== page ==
[Air-l] Call for Papers: Psychoanalysis and Democracy

PsycheCulture at cs.com PsycheCulture at cs.com
Thu Aug 19 10:03:35 PDT 2004

There is still time to present a paper or panel at the exciting conference of 
the Association for the Psychoanalysis of Culture and Society (APCS) coming 
up at COLUMBIA UNIVERSITY, New York City on October 15-17, 2004.


Please send your proposal now (as an abstract of not more than 300 words) to: 
psychodemocracy at earthlink.net

Call for Papers

The Association for the Psychoanalysis of Culture and Society (APCS) is 
holding its annual conference at the Union Theological Seminary of Columbia 
University. The theme of this year's conference is: PSYCHOANALYSIS AND DEMOCRACY.

The conference will take place on October 15-17, 2004, just prior to the 
American presidential election. The aim of the conference is to explore how 
psychoanalysis might help to address some of the major issues facing democratic 
institutions and ideals, both in the United States and at a more broadly global 

Psychoanalytic theory, since its inception in the late nineteenth century, 
has aspired to possess a broadly social and cultural dimension, and to maintain 
a theoretical framework that would allow it to address not only our personal 
and subjective life, but also our broader social institutions, from the family 
and other intimate human relations, to larger institutions such as the nation, 
the army and the church. Every human social link, from the parent-child bond 
to the formation of larger national ideals and cultural practices, entails a 
complex set of identifications and ideals, which shape subjective experience in 
diverse and sometimes conflicting ways.

Recent debates about democracy, and current events on a global scale, call 
for a re-examination of the basic concepts that lie at the intersection between 
psychoanalysis and democracy today, from notions of citizenship, human rights, 
and justice, to practices of punishment, freedom, equal representation, and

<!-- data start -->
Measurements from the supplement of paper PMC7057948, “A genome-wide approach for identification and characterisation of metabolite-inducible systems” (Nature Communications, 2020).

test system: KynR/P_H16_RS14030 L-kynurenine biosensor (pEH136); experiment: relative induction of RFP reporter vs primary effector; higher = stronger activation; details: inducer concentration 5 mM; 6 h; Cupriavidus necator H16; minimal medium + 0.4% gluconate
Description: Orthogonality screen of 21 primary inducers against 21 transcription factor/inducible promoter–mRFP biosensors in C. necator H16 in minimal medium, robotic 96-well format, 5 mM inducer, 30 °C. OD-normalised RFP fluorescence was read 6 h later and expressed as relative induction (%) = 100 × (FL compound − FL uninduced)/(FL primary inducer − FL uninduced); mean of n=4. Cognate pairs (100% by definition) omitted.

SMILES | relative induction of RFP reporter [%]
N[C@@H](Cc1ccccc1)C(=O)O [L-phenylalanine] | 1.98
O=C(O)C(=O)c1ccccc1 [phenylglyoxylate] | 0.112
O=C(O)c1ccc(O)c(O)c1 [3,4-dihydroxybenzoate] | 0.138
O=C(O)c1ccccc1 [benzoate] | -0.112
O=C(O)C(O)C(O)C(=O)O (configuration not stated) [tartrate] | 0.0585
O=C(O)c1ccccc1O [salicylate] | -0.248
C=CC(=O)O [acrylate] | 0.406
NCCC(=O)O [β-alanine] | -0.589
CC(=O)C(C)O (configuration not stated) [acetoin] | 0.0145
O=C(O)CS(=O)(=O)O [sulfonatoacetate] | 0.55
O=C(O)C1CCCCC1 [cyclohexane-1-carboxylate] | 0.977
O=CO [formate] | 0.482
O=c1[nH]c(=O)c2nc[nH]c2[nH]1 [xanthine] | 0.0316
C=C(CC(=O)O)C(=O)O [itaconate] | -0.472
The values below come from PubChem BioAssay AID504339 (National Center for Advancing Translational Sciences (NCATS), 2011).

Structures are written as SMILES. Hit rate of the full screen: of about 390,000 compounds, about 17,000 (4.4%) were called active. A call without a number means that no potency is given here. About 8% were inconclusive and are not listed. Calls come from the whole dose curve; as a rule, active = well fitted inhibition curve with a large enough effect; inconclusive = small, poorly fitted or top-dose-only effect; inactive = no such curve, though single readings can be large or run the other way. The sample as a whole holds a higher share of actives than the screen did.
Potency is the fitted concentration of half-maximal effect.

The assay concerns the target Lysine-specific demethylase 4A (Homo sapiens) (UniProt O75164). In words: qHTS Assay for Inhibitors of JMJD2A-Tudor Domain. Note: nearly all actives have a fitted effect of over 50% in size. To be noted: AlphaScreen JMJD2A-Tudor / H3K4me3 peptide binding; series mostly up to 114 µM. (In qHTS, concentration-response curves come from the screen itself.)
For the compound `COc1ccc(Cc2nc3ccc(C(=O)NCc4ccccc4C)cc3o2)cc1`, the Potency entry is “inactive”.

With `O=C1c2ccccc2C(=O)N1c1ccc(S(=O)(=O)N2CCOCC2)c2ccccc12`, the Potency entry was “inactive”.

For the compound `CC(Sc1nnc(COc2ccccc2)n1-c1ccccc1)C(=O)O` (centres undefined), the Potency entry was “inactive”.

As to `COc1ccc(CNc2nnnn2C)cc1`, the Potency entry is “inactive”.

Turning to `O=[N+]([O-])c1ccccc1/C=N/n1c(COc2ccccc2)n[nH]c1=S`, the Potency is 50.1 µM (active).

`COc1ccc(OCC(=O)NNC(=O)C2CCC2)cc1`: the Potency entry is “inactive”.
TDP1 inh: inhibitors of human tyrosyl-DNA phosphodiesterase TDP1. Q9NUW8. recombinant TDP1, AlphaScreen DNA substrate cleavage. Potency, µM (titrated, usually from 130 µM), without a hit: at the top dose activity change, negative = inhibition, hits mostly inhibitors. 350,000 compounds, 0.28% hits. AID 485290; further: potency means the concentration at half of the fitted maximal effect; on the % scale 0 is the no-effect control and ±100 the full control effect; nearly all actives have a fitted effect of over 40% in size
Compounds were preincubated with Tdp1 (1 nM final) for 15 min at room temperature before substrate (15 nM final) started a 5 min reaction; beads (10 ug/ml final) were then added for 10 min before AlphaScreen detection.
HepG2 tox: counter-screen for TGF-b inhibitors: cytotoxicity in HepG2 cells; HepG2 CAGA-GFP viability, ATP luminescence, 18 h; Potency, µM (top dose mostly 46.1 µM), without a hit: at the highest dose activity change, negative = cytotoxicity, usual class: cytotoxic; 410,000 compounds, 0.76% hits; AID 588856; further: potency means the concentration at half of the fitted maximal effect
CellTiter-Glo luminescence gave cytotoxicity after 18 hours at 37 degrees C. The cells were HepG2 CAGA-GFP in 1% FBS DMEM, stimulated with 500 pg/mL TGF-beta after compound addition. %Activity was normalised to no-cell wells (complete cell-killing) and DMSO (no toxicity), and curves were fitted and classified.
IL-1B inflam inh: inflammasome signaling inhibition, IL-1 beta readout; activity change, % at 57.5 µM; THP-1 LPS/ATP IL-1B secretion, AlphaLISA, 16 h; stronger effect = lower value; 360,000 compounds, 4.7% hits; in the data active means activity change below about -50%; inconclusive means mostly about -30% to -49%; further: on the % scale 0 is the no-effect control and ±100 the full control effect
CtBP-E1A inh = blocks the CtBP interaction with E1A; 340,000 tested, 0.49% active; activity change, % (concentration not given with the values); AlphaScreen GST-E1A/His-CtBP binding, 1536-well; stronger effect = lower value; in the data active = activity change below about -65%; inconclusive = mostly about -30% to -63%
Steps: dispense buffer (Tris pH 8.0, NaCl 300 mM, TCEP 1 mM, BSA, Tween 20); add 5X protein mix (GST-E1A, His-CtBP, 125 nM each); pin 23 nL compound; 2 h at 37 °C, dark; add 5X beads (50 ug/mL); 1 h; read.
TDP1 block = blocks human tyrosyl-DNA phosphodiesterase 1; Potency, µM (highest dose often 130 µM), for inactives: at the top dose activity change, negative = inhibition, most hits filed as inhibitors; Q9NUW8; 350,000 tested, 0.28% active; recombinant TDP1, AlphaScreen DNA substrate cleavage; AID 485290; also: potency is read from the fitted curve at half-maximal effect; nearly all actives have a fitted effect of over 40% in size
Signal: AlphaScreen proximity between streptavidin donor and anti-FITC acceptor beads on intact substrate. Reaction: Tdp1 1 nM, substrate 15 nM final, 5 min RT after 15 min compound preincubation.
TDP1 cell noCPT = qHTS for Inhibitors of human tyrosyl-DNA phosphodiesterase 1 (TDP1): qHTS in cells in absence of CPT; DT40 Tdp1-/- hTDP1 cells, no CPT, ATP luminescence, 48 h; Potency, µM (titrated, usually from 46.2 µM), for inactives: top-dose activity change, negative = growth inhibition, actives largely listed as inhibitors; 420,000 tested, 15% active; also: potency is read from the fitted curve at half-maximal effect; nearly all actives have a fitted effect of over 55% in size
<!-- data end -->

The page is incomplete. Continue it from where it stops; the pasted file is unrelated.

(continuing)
other political "technologies of the self." How might psychoanalysis help to 
address the social questions that challenge or reconfigure democratic culture 
today? What does psychoanalysis have to say about citizenship and subjectivity 
in the world today?

Possible Topics May Include:

the subject of democracy 

psychoanalysis and the politics of identity 

democracy and sexuality 

historical transmissions of trauma 

witnessing in psychoanalysis and politics 

abject citizens: exiles, immigrants, prisoners, the disenfranchised 

queer democracy 

institutions of mourning in politics and psychoanalysis 

citizenship and subjectivity 

punishment, reparation, and historical memory, freedom of speech 

biotechnology and the subject 

institutions of traumatic memory: the Truth Commission, the Supreme Court, 
The Hague, the war memorial 

perversions of democracy 

psychoanalysis and human rights 

formations of guilt in politics and in psychoanalysis 

the nation/state as case study: Haiti, Chile, Argentina, Bosnia, Texas, 
California, South Africa 

Panel proposals are especially welcome. Send panel proposals, and individual 
paper proposals, including: (1) title, (2) abstracts (not to exceed 300 
words), and (3) the name and affiliation of each speaker to: Professor Charles 
Shepherdson, Department of English, State University of New York, Albany NY 12222. 
psychodemocracy at earthlink.net

Deadline: September 6, 2004. 

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